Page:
“People undersell the extent to which Republicans obfuscated what their true agenda was for the last eight years,” said Ferguson. “The problem is that snake oil doesn’t sell once people see the snake.”

Republicans scoff at another ham-handed slogan, pointing out that the policies in the new agenda were proposed by Hillary Clinton last year: Tax credits for apprenticeships, antitrust rules and regulations on prescription drug prices.

But they warn that their party needs to tread carefully on entitlement reforms, admitting they don’t always sit well with the blue-collar voters that fueled Trumpism and gave Republicans control of Washington.

“The key to all of this is you have to have a good messaging campaign, explain what you’re doing, and I’m not sure Republicans are really doing that,” John Feehery, a Republican strategist who worked for GOP hill leaders, told TPM.

Feehery said during the 2005 debate over Social Security privatization, his Republican father had a clear message to him: “If you fucking touch my Social Security, I’ll fucking kill you.”

Many voters agreed. That push was the beginning of the end for President George W. Bush’s approval ratings, and contributed to the Democratic takeover of Congress in 2006.

It remains to be seen whether Democrats put their money where their mouths are in 2018.

While a number of red-state Democratic senators facing reelection are likely to campaign hard on pocketbook issues and protecting programs like Social Security, Medicaid and Medicare — that’s how Sens. Sherrod Brown (D-OH), Joe Donnelly (D-IN) and Joe Manchin (D-WV) got elected in the first place — House Democrats haven’t yet proven that they’re willing to invest big money in poorer, less educated districts that have moved sharply away from them in the last decade.

House Democrats spent millions in an unsuccessful effort to win a well-heeled open seat in Georgia even while they invested almost nothing in even more Republican, more rural districts in Montana, South Carolina and Kansas where Democrats over-performed expectations.

Schumer declared the question of whether they’d invest in rural or urban areas a “false choice” during the Virginia press conference, and some Democratic strategists like Ferguson have argued that focusing on more educated, upscale districts that rejected Trump is at least as important as looking to recapture the working class.

But populist-minded Democrats say that the renewed focus on an economic message is a big improvement over where Democrats were six months ago — even if it’s just talking points.

“Even in the worst case scenario that I don’t buy that this is lip service, the fact that they’re laying out this agenda shows they’re realizing they have to tell people they’re for something,” said Pete D’Alessandro, who worked on Bernie Sanders’ presidential bid and is gearing up for a House bid against Rep. David Young (R-IA) in a district Obama won but swung hard for Trump last year. “Once you say it, you’ve opened the door. In a good way they’ve lost control of it now because people are going to be running on those issues.”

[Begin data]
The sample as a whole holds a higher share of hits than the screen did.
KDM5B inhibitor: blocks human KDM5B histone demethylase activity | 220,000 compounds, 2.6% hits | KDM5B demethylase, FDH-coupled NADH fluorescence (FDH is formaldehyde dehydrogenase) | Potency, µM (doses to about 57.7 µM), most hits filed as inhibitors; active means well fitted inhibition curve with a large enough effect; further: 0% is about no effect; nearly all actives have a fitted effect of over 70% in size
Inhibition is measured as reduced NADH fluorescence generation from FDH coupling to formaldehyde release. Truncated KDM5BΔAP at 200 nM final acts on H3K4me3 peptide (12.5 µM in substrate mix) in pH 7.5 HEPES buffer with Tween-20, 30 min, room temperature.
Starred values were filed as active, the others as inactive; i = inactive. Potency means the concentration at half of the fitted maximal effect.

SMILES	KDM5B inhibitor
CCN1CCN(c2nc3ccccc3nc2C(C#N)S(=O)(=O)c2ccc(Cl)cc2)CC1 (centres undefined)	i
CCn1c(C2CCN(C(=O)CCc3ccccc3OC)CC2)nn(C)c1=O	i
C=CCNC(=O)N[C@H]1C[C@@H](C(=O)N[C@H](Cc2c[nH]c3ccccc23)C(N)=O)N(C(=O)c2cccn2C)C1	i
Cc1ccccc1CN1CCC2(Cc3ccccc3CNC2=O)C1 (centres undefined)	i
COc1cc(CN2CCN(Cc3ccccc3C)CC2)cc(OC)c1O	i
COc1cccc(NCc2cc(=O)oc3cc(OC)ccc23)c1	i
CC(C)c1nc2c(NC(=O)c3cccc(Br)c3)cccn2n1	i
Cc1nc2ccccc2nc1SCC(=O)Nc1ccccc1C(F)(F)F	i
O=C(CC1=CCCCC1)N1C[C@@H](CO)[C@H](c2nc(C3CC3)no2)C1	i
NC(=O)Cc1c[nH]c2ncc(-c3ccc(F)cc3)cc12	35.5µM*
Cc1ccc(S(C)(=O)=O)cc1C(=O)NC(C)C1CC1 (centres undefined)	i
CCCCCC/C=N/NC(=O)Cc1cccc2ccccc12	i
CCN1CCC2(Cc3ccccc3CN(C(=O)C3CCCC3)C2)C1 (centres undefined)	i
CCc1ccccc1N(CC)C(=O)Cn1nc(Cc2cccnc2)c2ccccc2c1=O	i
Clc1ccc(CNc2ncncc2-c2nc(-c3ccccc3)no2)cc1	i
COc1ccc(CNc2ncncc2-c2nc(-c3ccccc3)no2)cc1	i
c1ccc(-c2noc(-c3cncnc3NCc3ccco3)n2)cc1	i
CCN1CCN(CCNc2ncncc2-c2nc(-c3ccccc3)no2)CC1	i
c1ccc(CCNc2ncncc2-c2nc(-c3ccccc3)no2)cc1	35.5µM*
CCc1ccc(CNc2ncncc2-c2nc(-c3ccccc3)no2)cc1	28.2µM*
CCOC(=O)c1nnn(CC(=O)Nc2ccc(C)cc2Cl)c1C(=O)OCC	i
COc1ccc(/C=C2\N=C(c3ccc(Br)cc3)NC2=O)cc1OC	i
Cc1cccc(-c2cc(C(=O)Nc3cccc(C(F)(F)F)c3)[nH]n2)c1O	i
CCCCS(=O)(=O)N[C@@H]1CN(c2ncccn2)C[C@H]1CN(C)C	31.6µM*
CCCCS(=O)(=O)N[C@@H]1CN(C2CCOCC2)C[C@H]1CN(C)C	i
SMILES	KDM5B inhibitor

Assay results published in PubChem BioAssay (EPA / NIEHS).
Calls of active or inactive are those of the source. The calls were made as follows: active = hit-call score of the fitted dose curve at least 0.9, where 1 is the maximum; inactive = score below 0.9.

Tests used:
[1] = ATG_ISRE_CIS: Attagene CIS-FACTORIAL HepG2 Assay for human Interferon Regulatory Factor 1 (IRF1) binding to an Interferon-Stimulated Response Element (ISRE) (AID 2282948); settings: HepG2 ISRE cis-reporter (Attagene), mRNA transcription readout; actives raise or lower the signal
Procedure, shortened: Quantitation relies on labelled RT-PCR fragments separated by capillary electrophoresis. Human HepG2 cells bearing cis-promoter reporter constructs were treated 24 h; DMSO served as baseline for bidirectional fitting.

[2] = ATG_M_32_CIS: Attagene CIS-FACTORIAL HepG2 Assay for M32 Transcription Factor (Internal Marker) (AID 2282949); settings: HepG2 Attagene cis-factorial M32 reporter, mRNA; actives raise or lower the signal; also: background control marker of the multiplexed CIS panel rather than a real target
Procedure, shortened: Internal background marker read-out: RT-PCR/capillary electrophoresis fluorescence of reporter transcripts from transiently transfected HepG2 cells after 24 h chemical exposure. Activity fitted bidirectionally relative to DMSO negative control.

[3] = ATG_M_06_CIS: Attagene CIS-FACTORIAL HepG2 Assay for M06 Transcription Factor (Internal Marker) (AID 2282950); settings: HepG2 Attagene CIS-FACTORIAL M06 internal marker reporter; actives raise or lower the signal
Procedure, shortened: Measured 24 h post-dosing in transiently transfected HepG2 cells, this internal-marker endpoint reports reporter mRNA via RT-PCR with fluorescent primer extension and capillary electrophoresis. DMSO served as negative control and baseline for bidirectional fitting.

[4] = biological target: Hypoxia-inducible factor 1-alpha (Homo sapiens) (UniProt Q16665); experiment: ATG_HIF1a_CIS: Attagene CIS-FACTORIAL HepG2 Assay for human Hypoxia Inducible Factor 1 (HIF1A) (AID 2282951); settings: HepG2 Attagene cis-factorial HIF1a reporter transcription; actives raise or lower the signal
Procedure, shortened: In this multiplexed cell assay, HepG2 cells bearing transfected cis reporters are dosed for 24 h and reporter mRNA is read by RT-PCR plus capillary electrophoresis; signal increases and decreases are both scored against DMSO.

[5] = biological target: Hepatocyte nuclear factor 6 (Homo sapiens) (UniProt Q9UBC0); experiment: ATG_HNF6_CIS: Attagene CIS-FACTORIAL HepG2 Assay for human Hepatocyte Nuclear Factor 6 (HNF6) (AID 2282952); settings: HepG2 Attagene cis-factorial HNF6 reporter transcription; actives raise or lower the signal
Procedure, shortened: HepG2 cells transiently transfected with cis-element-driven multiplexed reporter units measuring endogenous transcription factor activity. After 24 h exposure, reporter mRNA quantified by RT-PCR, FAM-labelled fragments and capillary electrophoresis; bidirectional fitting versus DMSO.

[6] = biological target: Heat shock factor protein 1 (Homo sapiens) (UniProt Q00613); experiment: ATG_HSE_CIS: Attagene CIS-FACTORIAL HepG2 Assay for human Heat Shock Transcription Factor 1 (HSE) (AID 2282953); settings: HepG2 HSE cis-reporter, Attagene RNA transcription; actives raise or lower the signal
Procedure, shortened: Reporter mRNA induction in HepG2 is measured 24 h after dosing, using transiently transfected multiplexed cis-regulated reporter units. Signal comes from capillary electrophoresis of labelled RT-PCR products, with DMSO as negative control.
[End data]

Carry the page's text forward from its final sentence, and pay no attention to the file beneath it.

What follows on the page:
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With Obamacare repeal teetering on collapse, tax reform looking like an even heavier lift and the Trump White House spinning further into chaos, Republicans are increasingly worried that they may squander unified control of government and fail to score any big legislative achievements.

It’s upside down, what do you want me to say?” Rep. Walter Jones (R-NC) told TPM when asked how things were going within his party.

“It’s been some of the most chaotic six, seven months I’ve ever spent here. I’ve been here 20 years, with a Democratic president just sworn in, a Republican president just sworn in, and this has been somewhat of a chaotic circus,” Jones continued. “It’s going to be very difficult to get any major legislation through Congress this year, and I think next year there’ll be even less of a chance.”

The libertarian-leaning Jones, a frequent critic of his party’s leaders, is no bellwether. But even top Republicans close to leadership who rarely sound their frustrations publicly aren’t happy about how things are going, and worry that if they don’t get on the same page soon they might miss the window of opportunity to pass any major legislation before scandal politics and the 2018 midterms put a halt to any chances of lawmaking on controversial issues.

The bottom line is we have found a way to mire ourselves into our own frustrations and we’ve got to end that,” House Rules Committee Chairman Pete Sessions (R-TX) told TPM, saying internal tensions and distrust within the party are as bad as he’s seen in years, calling it “sobering” that Trump is already one-eighth through his term and warning the GOP needs to get moving — and fast.

“There’s a song, parts of a song: ‘Change your evil ways,’” he said. “We have to get it together. That’s our job.”

Republican lawmakers are getting tired of waiting and fooling around.

The Senate heads into the final week of July trying to resuscitate its attempts to repeal Obamacare, a prospect that looks bleaker by the day, while conservative groups warn of recriminations and party strategists worry about a depressed GOP base in 2018.